Junwei Zhao1, R. S. Bogart1, A. G. Kosovichev1, T. L. Duvall Jr.2, and T. Hartlep1
1. W. W. Hansen Experimental Physics Laboratory, Stanford University, Stanford, CA 94305, USA
2. Solar Physics Laboratory, NASA Goddard Space Flight Center, Greenbelt, MD 20771, USA
It is widely believed that meridional circulation plays an important role in solar dynamo by transporting magnetic flux in the Sun. However, although it has long been recognized that the meridional flow is poleward at the surface and in shallow interior to at least a depth of 30 Mm with a speed of about 20 m s-1, the detailed profile of the interior meridional circulation is still not clear. Earlier helioseismic inversion with a mass-conservation constraint put the equatorward return flow near the bottom of the convection zone with a speed of 2 m s-1 (ref. 1). Many flux-transport dynamo models adopt this single-cell circulation picture. Recently, Hathaway claimed the equatorward flow was shallow at a depth of about 50 Mm by tracking motions of supergranules2. This remains to be confirmed by helioseismic analyses.
2. Data Analysis and Results
Figure 1 | Comparison of the measured acoustic travel-time differences, δτSN, from the HMI and MDI data after removal of the systematic center-tolimb effect, together with the δτSN calculated from the interior velocity inverted from the HMI measurements. Error bars for the green dashed curves are similar to those for the black curves. (b) Comparison of the δτSN from the HMI and MDI quiet-period observations before the removal of the systematic effect.
Two years of full-disk HMI Doppler velocity data, from 2010 May 1 through 2012 April 30, are used in this analysis. For each observing day, the data were tracked with a uniform Carrington rotation rate and remapped using Postel’s projection with a spatial sampling rate of 0.18° pix-1. Acoustic travel times were measured along north-south directions, in the areas within 15° from the central meridian, for distances ranging from 2.16° to 44.64°. These measurement distances cover a depth from the surface to approximately 0.70 R⊙ according to acoustic ray theory.
Acoustic travel times along the east-west directions, in the areas within 15° from the equator, were also measured using the same north-south measurement geometry for the purpose to remove the systematic center-to-limb effect that was recently found in helioseismic analysis3. The exact cause of the center-to-limb effect is not clearly known, but recent works using different helioseismic analysis methods have shown that this effect exists in many methods and must be removed.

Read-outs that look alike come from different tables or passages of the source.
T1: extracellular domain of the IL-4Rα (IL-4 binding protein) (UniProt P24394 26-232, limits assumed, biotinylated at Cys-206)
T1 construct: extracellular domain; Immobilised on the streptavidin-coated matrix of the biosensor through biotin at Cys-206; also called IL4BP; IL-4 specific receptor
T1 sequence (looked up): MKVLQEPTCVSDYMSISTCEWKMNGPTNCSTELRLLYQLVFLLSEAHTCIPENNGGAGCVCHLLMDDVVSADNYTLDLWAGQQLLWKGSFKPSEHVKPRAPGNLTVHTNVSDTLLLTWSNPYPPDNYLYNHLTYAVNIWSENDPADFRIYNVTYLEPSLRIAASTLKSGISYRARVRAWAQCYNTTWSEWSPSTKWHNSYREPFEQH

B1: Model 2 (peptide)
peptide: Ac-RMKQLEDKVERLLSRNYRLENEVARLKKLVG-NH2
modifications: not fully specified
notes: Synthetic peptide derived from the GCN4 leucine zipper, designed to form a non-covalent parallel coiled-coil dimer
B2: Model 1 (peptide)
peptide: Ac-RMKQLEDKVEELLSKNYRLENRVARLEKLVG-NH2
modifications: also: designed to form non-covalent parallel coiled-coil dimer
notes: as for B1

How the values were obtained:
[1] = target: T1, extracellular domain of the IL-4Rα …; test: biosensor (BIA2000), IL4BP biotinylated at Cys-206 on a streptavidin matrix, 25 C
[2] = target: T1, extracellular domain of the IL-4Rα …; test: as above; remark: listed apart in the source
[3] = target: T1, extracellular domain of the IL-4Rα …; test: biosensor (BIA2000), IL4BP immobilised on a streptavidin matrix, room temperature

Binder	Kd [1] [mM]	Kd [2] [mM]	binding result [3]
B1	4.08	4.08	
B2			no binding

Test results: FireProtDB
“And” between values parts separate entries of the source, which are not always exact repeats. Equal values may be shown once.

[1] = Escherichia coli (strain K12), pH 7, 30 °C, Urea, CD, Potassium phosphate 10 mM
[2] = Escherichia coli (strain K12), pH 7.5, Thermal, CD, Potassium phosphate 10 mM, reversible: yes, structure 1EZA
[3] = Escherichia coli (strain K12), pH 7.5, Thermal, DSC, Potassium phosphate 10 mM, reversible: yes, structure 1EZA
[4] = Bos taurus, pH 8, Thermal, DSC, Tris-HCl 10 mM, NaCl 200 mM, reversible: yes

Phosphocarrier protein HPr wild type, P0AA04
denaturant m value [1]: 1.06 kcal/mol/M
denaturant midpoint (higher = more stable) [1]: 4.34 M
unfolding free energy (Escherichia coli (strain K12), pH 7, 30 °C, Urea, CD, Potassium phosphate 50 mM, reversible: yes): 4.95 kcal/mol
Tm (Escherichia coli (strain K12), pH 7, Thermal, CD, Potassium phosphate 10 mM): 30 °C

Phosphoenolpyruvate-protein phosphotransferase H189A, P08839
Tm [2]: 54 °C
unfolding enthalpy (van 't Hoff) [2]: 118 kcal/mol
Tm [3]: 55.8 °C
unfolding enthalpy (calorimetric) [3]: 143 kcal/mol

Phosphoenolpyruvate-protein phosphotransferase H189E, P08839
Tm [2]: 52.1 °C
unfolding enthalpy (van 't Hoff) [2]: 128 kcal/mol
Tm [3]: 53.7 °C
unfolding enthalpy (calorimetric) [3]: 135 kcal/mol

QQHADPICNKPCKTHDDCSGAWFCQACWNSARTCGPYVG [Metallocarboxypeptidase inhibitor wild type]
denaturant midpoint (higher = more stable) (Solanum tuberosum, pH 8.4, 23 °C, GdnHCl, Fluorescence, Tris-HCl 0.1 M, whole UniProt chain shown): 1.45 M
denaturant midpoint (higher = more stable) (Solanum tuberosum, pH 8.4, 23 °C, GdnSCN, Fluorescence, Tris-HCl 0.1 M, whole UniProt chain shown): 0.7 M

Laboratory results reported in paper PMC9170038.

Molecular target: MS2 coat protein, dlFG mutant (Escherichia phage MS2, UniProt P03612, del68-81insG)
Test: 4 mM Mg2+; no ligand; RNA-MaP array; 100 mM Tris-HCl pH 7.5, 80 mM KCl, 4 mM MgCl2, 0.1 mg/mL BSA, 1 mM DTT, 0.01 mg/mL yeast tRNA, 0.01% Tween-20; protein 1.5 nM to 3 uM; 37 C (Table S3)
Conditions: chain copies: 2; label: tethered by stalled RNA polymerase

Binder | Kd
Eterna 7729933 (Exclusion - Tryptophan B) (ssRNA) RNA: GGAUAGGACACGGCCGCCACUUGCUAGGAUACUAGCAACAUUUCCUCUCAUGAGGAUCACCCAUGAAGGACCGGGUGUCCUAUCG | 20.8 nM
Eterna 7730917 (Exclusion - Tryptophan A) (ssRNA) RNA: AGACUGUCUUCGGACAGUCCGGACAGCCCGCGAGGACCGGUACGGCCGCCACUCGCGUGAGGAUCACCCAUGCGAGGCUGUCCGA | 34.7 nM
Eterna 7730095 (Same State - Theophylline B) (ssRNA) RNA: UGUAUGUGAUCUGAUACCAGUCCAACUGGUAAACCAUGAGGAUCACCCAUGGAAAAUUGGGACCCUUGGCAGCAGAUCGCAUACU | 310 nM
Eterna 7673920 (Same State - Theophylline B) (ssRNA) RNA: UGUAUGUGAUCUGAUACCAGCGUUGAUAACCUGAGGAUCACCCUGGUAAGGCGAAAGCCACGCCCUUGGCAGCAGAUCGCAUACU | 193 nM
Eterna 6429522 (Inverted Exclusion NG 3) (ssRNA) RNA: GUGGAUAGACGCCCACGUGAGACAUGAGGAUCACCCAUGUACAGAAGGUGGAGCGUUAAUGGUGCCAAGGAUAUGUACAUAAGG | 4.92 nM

Measurements at selected latitudes, for both before and after the removal of the center-to-limb effect were shown in Figure 1. Also shown were measurements using MDI Dynamic Campaign data for selected quiet periods. Despite the different amplitude of the systematic effect, the measurements after the effect removal were in reasonable agreement.
Figure 2 | Meridional flow profile, obtained by inverting the measured acoustic travel times. Panel (a) shows a cross-section view of the meridional-flow profile, with the positive velocity directing northward. Panels (b) and (c) show the inverted velocity as functions of latitude averaged over several depth intervals. Panels (d) and (e) show the velocity as functions of depth averaged over different latitudinal bands.
Inversions are performed using ray-path approximation sensitivity kernels. Figure 2 shows the inversion results. Basically, the interior meridional circulation shows a double-cell profile (a schematic plot is shown in Figure 3), with the equatorward flow extending from approximately 0.92 R⊙ to 0.83 R⊙ with a speed of about 10 m s-1. The poleward flow covers depths of 0.92–1.0 R⊙ as well as 0.75–0.83 R⊙. Our measurements are too noisy to derive flows deeper than 0.75 R⊙. Longer observation and further development of measurement technique may help in this regard.
Our analysis using newly available helioseismic data from HMI reveals a double-cell meridional circulation inside the Sun, with the equatorward flow located in a relatively shallow interior between 0.83 and 0.92 R⊙.This new circulation profile, consistent with some global convection simulations (e.g., ref. 4), provides new opportunities in further advancing our understanding of the solar dynamo. For more, please refer to our full paper5.
 Giles, P. 1999, Ph.D. Thesis, Stanford University
 Hathaway, D. H. 2012, ApJ, 760, 84
 Zhao, J., Nagashima, K., Bogart, R. S., Kosovichev, A. G., Duvall, T. L., Jr. 2012, ApJL, 749, L5
 Miesch, M. S., Brun, A. S., Toomre, J. 2006, ApJ, 641, 618
 Zhao, J., Bogart, R. S., Kosovichev, A. G., Duvall, T. L., Jr., Hartlep, T. 2013, ApJL, 774, L29